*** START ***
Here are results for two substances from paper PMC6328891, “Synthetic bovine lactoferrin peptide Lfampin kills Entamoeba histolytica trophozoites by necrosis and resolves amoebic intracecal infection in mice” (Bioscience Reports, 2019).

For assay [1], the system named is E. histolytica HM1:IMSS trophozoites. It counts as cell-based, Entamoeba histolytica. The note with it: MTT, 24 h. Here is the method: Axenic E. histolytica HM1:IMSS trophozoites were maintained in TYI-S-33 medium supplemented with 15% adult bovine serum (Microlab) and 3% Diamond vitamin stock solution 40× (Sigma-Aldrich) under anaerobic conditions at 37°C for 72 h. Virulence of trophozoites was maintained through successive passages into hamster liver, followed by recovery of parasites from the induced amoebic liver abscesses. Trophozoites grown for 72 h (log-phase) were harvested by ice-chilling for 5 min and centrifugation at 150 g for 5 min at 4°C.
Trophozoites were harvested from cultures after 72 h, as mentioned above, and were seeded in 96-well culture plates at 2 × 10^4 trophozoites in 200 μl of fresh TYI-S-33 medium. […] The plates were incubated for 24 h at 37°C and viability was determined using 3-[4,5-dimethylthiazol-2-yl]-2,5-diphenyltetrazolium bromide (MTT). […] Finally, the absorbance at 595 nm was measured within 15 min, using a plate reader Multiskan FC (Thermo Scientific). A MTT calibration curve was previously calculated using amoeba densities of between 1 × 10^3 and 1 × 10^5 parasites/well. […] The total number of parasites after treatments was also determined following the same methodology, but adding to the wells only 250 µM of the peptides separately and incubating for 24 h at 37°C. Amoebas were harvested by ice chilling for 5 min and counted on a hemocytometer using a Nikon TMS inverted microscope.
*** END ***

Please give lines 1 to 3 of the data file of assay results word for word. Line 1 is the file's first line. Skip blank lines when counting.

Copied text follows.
Here are results for two substances from paper PMC6328891, “Synthetic bovine lactoferrin peptide Lfampin kills Entamoeba histolytica trophozoites by necrosis and resolves amoebic intracecal infection in mice” (Bioscience Reports, 2019).

For assay [1], the system named is E. histolytica HM1:IMSS trophozoites. It counts as cell-based, Entamoeba histolytica. The note with it: MTT, 24 h. Here is the method: Axenic E. histolytica HM1:IMSS trophozoites were maintained in TYI-S-33 medium supplemented with 15% adult bovine serum (Microlab) and 3% Diamond vitamin stock solution 40× (Sigma-Aldrich) under anaerobic conditions at 37°C for 72 h. Virulence of trophozoites was maintained through successive passages into hamster liver, followed by recovery of parasites from the induced amoebic liver abscesses. Trophozoites grown for 72 h (log-phase) were harvested by ice-chilling for 5 min and centrifugation at 150 g for 5 min at 4°C.
Trophozoites were harvested from cultures after 72 h, as mentioned above, and were seeded in 96-well culture plates at 2 × 10^4 trophozoites in 200 μl of fresh TYI-S-33 medium. […] The plates were incubated for 24 h at 37°C and viability was determined using 3-[4,5-dimethylthiazol-2-yl]-2,5-diphenyltetrazolium bromide (MTT). […] Finally, the absorbance at 595 nm was measured within 15 min, using a plate reader Multiskan FC (Thermo Scientific). A MTT calibration curve was previously calculated using amoeba densities of between 1 × 10^3 and 1 × 10^5 parasites/well. […] The total number of parasites after treatments was also determined following the same methodology, but adding to the wells only 250 µM of the peptides separately and incubating for 24 h at 37°C. Amoebas were harvested by ice chilling for 5 min and counted on a hemocytometer using a Nikon TMS inverted microscope.